Mark Magazine #44 june/july 2013
In the late Renaissance, around 1650, the Grand Tour became not only a tradition but almost a compulsory requirement for educated upper-class Europeans in search of art, culture and the roots of Western civilization. Some 200 years later, a system of railways that provided better affordability and faster travel times spoiled the Grand Tour for the aristocracy, while opening the door for the masses. Today’s Grand Tour is a global affair. Coach bus services offer package deals to passengers from the Americas, India and China. Sign up for ‘The Little Hopper’ or enjoy ‘European Highlights’. Choose an eight-day jaunt or a nearly five-week trip for prices ranging from €747 to €7,344.
What actually defines ‘Europe’? The itinerary of an average European bus tour reveals a cruel answer to this question, well known to travellers from abroad: London, with its three large airports, serves as the entrance point for most of these tours. Heritage-loaded Italy – and especially Rome and Pompeii – was a major destination for the Grand Tourists of 1650 that continues to attract 21st-century globetrotters. Everything along the London-Paris-Rome trajectory is ‘worthwhile to be visited’, including a rather dull city like Lucerne and often bypassing touristic marvels like Prague and Budapest. A strategic position tops excellence.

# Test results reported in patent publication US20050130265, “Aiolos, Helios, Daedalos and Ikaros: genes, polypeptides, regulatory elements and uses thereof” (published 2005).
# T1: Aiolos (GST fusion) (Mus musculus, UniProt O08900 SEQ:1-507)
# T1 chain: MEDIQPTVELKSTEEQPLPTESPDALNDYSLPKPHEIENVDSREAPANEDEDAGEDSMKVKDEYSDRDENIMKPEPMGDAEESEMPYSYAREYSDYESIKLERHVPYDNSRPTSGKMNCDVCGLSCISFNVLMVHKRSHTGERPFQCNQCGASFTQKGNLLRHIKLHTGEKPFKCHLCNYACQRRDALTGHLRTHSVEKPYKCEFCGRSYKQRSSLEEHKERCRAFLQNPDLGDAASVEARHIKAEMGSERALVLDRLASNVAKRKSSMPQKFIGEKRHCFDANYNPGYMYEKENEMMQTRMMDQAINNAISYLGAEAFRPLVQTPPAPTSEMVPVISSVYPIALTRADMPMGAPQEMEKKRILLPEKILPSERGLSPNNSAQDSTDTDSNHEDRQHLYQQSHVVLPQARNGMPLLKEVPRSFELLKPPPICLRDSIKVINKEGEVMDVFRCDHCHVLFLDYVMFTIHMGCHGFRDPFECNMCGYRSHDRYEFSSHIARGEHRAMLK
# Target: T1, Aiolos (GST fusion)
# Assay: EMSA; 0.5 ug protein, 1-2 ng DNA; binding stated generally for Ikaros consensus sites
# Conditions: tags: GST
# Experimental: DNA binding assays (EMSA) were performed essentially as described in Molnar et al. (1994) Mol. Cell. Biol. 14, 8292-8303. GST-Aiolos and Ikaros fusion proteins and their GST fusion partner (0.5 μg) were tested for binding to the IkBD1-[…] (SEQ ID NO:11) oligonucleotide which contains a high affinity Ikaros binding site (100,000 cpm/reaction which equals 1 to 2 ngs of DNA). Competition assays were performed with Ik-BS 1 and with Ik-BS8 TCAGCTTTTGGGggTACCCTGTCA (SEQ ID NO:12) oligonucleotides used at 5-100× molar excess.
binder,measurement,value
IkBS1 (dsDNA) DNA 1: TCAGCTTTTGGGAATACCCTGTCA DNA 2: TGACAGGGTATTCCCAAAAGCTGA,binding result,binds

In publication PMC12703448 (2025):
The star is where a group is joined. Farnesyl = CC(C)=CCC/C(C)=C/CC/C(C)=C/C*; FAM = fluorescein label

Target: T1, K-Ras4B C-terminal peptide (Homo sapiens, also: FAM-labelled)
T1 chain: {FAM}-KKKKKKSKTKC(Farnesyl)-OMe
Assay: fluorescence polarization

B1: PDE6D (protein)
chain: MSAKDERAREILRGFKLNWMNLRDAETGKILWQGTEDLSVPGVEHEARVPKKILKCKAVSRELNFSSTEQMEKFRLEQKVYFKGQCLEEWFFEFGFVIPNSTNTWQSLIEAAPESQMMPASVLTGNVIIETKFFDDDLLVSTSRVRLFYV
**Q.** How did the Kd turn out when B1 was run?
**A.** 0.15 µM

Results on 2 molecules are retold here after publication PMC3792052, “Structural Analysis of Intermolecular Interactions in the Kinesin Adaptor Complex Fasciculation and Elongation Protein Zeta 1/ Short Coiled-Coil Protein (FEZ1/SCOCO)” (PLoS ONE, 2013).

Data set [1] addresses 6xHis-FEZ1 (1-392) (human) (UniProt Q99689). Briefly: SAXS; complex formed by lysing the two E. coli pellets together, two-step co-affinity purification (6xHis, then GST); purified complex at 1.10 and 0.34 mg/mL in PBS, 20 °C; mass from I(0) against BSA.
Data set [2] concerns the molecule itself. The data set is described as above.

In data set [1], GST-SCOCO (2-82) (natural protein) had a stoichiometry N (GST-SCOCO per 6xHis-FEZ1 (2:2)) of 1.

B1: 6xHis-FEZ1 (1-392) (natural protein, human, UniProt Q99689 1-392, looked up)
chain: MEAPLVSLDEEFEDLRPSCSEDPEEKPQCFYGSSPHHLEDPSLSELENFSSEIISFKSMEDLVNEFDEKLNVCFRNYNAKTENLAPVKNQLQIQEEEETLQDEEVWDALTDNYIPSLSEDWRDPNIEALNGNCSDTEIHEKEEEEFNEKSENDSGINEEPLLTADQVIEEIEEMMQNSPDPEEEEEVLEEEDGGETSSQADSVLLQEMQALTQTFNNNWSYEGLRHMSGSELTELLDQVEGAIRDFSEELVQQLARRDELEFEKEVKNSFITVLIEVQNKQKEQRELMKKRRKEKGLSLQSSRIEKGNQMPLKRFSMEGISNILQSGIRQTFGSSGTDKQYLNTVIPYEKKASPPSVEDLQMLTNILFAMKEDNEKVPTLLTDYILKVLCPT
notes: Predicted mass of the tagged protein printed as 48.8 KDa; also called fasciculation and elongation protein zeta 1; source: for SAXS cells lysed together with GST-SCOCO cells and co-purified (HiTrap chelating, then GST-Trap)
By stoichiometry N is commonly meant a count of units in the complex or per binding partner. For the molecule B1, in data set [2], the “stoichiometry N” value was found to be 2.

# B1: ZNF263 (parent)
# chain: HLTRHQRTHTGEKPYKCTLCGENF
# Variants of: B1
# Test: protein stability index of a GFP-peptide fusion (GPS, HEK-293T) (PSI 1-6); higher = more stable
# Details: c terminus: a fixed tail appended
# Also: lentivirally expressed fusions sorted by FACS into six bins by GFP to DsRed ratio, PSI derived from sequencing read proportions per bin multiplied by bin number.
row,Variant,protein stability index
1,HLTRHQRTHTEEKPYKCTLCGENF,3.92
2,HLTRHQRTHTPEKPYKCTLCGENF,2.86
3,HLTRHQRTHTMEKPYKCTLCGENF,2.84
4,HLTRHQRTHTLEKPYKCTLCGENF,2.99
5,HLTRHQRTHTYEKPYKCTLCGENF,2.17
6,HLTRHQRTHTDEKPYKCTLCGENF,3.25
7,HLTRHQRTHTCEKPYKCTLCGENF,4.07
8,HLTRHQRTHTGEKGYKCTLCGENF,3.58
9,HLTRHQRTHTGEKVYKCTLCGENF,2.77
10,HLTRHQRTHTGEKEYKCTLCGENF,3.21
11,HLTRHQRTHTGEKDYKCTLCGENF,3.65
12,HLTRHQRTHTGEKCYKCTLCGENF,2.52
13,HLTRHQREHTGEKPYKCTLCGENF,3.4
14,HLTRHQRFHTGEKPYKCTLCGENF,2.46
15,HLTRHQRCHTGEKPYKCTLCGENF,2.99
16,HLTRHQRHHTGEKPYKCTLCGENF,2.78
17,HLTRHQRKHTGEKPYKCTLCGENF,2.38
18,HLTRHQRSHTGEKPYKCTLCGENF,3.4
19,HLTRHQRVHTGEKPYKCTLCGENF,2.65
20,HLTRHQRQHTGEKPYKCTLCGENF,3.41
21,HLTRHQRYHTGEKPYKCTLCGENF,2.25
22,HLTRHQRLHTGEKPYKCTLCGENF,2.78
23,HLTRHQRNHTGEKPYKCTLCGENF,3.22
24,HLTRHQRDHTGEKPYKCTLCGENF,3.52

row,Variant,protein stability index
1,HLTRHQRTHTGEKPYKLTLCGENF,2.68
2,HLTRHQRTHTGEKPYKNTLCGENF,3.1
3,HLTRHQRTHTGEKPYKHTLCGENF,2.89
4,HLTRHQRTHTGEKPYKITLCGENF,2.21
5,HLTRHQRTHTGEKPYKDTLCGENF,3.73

The digital camera has replaced paper and pencil, and the speed of two-dimensional reproduction has accelerated the European experience. Bus-hopping pilgrims who seem to take in the sights only through the lens of a camera are synonymous with the ‘been there, done that’ style of observation. ‘Cultivated tourists’ tend to look down on the herds of rubbernecks gaping at the ‘The Wonders of Europe’ (12 days, €1,238), yet tremendous interest does not make less exquisite. The Pantheon is still the same amazing building it was 400 years ago – millions of eyes and snapshots have not diminished its majesty. The popularization of the Grand Tour should be understood as liberation from an elitist society and as an opportunity for more and more people to experience the beauty of architecture.
producers: Theo Deutinger, Dario Marino